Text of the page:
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As a chef for Anderson Pavilion, Mathew Jaskolka is not your ordinary cook. And that's exactly what makes him perfect for the job. / Image: Kirk Rhein Photography

We Interviewed Anderson Pavilion's Chef To Learn A Few Tricks Of The Trade

As a chef for Anderson Pavilion at Smale Riverfront Park, Mathew Jaskolka is not your ordinary cook. Where other budding chefs around the city are tweaking that one immaculate plate of food, Jaskolka is busy perfecting dozens of plates, sometimes hundreds. Sometimes thousands.

It's a job that requires Jaskolka not only to craft restaurant-quality dishes, but also to replicate those dishes on a breathtaking scale.

If you've ever been to an event at Anderson Pavilion, you likely already know what I discovered watching Jaskolka work: He pulls it off. Deliciously.

What does a typical day-of look like?

A typical day at the shop usually starts at 7 a.m., earlier if there are any breakfast orders. We devise a prep list for the day and as far out as we can for the week just to get an idea of what’s to come. After that, the mode switches to production for all the events of the day and the week. Around 2:30 p.m., we start putting orders out to be delivered for the evening, including jobs that have chefs cooking on site. This is also the time that we are preparing tastes for prospective guests or guests that have to decide on a menu for their booked events.

What kind of challenges do you face?

Allergies and lifestyle diets are just something that comes with the territory these days. That's another way I think catering is more challenging. Sure we have set menus, but if we get a surprise allergy while on location we don't bring our whole kitchen with us, so we have to come up with something on the spot or go find something to accommodate our guests. The only way any guest should leave our events is satisfied with the meal we have provided, no matter what it took for us to make that happen. "No" isn't really an option for us when a guest needs something.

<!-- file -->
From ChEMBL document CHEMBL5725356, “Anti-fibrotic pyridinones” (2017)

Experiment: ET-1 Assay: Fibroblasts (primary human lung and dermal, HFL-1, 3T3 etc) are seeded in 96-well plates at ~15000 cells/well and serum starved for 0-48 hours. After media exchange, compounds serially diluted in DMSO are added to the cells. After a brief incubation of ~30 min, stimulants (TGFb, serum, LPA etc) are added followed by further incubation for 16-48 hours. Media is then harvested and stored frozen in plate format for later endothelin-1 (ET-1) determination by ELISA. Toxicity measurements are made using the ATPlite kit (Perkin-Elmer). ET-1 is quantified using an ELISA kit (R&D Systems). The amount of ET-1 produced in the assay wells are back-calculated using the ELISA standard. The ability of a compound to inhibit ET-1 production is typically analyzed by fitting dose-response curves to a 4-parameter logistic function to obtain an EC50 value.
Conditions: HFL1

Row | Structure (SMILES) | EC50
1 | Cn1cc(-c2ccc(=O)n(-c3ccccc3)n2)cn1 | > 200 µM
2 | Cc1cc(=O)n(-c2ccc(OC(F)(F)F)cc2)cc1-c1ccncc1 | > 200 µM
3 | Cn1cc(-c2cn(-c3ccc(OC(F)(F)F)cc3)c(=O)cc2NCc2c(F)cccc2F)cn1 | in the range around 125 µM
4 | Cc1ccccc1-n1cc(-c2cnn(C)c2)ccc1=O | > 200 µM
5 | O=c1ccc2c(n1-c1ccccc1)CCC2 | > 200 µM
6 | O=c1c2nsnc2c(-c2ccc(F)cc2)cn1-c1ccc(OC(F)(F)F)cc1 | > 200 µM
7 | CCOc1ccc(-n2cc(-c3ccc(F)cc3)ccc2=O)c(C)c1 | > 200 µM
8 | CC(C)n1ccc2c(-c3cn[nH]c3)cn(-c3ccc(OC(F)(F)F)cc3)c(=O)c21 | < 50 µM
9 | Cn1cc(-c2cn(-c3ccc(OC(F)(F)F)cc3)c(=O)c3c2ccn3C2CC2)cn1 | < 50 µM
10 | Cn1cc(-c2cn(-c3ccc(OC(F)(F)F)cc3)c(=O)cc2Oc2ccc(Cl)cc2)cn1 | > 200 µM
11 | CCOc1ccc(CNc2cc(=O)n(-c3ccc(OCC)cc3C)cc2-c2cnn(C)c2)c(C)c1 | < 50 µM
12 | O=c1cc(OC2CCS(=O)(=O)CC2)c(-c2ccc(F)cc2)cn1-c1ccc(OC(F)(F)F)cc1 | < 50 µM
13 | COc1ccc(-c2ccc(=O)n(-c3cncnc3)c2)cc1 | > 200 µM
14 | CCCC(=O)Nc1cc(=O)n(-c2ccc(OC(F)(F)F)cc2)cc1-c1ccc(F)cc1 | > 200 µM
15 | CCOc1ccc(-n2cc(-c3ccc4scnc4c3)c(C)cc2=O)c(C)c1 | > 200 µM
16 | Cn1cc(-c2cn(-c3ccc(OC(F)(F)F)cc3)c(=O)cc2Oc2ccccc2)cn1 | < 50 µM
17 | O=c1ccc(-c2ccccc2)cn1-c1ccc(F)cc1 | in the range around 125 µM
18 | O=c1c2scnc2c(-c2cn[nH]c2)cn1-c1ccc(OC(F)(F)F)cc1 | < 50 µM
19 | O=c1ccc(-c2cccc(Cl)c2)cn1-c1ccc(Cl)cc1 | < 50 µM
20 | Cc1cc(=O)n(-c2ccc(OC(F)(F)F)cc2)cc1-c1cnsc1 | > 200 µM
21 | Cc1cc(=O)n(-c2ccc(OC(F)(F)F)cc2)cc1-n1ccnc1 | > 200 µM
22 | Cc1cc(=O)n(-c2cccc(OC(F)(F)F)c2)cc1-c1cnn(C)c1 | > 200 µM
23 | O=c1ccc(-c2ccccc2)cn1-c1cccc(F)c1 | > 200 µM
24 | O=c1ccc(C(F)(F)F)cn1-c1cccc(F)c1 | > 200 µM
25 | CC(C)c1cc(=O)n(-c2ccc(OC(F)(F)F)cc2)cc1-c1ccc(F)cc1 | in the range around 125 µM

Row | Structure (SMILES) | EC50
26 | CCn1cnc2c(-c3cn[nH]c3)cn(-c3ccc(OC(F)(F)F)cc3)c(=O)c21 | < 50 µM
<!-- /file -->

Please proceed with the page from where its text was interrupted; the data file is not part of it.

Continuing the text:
What would be the ideal menu for your own event?

I am totally content with a perfectly cooked (medium-rare) filet and a lobster tail, with butter of course. A nice bundle of broccolini and maybe a baked sweet potato with cinnamon butter to finish it off. Actually, that would make a real nice fall menu idea!

Do you watch cooking shows?

I tend to steer away from those types of shows because they focus more on the person than the food; however, I do like Cut Throat Kitchen because the contestants try to sabotage each other and you really get to see who the craftiest chefs are. I think that show depicts what it can be like on a job without all the comforts of your shop kitchen.

What ingredient do you hope you never have to use when you cook?

I used to have an irrational hatred of tofu, but after I learned how to do some cool things with it, I enjoyed making something that I don't particularly care for taste awesome.

What ingredient do you never get to use that you would love to if money/location weren't an issue?

I would honestly just like some scallops right out of the ocean. Just a little salt and pepper, sear them in butter in a screaming hot pan and eat them immediately.

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Mathew Jaskolka of Anderson Pavilion Culinary Group and Chef de Cuisine for Vonderhaars Catering

For more information about Anderson Pavilion, visit their website.

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